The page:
Every month, the online drinkblogging community gets together for a couple of drinks and a bit of a chat, maybe some of those little nibbles if we're really lucky. The resulting flurry of posts goes by the name of Mixology Monday and the theme for this month's party - hosted by Cocktailians - is vermouth. Vermouth represents one of the key innovations in the development of the cocktail. The process of fortifying and aromatizing wine may prefigure the invention of the cocktail, but its incorporation into the new tradition of mixed drinks emerging in the saloons of 1800s America gave rise to classics that are still popular today - a practiced bon viveur needs no introduction to the Manhattan or the Martini. But as the decades have flowed slowly past, vermouth has fallen from grace under the disdainful gaze of such iconic drinkers as Winston Churchill and for one simple fact.
Old people drink vermouth.
In the UK, 90% of vermouth* - particularly dry vermouth (a certain Italian brand of extra dry vermouth if you want to be absolutely specific) - is served long with lemonade over ice to middle-aged women who only go out three times a year: Christmas, New Year and their birthday. This serve has the unfortunate effect of making vermouth seem old and fussy and not fun, which is something of a tragedy because there's so much complexity and variety within the category.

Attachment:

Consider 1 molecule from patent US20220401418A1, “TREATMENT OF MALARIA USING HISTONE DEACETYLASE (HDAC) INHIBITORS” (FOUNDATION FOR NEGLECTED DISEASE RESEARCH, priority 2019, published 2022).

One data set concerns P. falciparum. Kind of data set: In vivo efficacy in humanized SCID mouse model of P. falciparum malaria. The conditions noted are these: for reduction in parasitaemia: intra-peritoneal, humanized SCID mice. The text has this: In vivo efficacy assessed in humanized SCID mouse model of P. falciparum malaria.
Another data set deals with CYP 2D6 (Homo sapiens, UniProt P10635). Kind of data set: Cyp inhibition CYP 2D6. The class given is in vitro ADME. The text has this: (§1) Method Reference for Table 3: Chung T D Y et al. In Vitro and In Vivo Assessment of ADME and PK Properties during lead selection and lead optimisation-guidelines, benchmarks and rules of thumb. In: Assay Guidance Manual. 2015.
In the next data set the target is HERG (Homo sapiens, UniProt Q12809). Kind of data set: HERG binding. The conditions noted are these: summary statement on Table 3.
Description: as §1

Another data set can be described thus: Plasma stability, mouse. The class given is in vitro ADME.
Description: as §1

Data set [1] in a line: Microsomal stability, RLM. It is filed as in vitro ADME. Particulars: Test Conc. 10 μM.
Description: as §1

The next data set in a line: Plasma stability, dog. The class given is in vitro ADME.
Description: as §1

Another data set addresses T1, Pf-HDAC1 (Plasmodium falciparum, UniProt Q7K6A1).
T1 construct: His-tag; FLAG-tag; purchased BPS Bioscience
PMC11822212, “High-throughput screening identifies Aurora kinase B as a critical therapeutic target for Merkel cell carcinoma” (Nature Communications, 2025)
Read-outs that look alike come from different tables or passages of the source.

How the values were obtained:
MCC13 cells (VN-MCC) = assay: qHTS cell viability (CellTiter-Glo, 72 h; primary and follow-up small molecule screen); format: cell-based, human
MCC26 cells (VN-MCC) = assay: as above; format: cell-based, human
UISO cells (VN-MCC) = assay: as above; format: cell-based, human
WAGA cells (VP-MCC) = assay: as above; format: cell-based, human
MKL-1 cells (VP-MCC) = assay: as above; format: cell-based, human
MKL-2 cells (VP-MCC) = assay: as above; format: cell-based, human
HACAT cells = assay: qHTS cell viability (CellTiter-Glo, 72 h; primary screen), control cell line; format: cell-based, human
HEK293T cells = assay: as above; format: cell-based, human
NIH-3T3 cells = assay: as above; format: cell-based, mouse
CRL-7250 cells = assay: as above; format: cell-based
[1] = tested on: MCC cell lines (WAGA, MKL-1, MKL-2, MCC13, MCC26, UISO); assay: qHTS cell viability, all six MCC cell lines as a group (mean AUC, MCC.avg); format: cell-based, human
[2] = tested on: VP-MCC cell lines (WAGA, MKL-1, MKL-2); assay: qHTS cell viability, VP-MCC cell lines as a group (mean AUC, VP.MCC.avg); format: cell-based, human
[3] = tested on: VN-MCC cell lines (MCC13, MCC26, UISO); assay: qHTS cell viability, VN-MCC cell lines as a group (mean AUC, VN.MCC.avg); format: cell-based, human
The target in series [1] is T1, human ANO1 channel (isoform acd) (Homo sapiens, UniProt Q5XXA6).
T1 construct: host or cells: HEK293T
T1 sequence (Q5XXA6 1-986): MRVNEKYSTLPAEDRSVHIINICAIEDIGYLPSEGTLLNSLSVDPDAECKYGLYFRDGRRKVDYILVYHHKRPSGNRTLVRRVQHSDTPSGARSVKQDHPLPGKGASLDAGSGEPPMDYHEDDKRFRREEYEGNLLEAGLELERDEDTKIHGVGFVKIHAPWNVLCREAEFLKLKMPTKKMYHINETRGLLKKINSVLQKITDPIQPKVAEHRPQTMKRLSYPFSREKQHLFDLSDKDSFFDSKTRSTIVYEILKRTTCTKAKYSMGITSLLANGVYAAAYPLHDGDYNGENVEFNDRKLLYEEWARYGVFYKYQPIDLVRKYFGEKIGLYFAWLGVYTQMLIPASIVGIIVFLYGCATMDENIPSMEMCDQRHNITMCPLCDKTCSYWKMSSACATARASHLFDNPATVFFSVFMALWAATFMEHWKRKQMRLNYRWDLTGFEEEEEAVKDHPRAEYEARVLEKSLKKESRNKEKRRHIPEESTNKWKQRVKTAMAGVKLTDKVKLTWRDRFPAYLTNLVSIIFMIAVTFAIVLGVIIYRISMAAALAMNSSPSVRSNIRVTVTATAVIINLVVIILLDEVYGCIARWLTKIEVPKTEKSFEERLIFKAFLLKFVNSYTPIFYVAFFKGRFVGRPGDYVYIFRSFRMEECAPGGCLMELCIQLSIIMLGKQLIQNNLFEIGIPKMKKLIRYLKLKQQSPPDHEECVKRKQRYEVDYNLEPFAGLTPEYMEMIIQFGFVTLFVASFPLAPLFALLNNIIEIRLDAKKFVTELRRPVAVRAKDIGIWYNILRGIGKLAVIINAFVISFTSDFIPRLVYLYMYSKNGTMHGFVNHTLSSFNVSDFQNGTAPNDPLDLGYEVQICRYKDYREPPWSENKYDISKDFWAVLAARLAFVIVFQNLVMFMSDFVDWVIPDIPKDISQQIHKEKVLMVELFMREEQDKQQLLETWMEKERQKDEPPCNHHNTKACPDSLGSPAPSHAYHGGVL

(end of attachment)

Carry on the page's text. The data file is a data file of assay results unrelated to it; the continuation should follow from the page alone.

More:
* This statistic is based purely on anecdotal evidence and is probably entirely untrue.
Of course, if you're reading this then there's a good chance that you're already a fan of the virtues of vermouth - at least in its dry and sweet forms. There is also, however, the forgotten child of the family: white, or bianco. It tends to sit somewhere between the two, exhibiting many of the lighter flavours of extra dry variants combined with the sweetness of a rosso.
For all its qualities, vermouth still lacks the cachet that other liquors carry. It's rarely seen as the main ingredient in a cocktail or as a respectable drink in its own right. Spirits and liqueurs often go through peaks and troughs of popularity, but vermouth seems to have been in a hole for an awful long time. Opportunities - like this month's MxMo - to start the long climb up are always welcome.
50ml Cinzano Bianco
15ml St. Germain
10ml La Fée Parisienne Absinthe
15ml lemon juice
1 dash Fee Brothers Aztec Chocolate Bitters
1 whole egg
Combine all ingredients in a shaker and dry-shake briefly. Add ice and shake. Fine-strain into a chilled martini glass. Express a lemon zest over the top and discard.